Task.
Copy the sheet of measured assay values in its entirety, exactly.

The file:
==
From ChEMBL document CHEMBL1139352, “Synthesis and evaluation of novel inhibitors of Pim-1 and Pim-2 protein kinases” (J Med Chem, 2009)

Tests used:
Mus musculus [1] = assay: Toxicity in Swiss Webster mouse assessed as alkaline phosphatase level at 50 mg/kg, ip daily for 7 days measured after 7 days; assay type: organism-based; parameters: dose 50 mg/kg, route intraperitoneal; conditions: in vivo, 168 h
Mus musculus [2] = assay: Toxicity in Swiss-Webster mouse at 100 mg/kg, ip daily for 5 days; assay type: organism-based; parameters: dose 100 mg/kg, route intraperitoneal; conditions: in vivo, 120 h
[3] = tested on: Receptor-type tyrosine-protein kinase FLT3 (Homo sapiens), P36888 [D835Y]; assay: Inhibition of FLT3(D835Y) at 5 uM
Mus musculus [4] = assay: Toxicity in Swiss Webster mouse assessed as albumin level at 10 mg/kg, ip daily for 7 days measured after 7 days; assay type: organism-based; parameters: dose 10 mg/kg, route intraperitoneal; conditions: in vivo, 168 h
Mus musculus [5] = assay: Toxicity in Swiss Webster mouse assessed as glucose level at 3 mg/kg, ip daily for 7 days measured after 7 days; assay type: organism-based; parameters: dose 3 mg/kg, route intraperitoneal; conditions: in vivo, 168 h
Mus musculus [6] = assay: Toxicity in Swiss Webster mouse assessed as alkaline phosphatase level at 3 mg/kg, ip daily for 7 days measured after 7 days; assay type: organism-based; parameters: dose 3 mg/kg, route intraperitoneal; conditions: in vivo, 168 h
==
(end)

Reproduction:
From ChEMBL document CHEMBL1139352, “Synthesis and evaluation of novel inhibitors of Pim-1 and Pim-2 protein kinases” (J Med Chem, 2009)

Tests used:
Mus musculus [1] = assay: Toxicity in Swiss Webster mouse assessed as alkaline phosphatase level at 50 mg/kg, ip daily for 7 days measured after 7 days; assay type: organism-based; parameters: dose 50 mg/kg, route intraperitoneal; conditions: in vivo, 168 h
Mus musculus [2] = assay: Toxicity in Swiss-Webster mouse at 100 mg/kg, ip daily for 5 days; assay type: organism-based; parameters: dose 100 mg/kg, route intraperitoneal; conditions: in vivo, 120 h
[3] = tested on: Receptor-type tyrosine-protein kinase FLT3 (Homo sapiens), P36888 [D835Y]; assay: Inhibition of FLT3(D835Y) at 5 uM
Mus musculus [4] = assay: Toxicity in Swiss Webster mouse assessed as albumin level at 10 mg/kg, ip daily for 7 days measured after 7 days; assay type: organism-based; parameters: dose 10 mg/kg, route intraperitoneal; conditions: in vivo, 168 h
Mus musculus [5] = assay: Toxicity in Swiss Webster mouse assessed as glucose level at 3 mg/kg, ip daily for 7 days measured after 7 days; assay type: organism-based; parameters: dose 3 mg/kg, route intraperitoneal; conditions: in vivo, 168 h
Mus musculus [6] = assay: Toxicity in Swiss Webster mouse assessed as alkaline phosphatase level at 3 mg/kg, ip daily for 7 days measured after 7 days; assay type: organism-based; parameters: dose 3 mg/kg, route intraperitoneal; conditions: in vivo, 168 h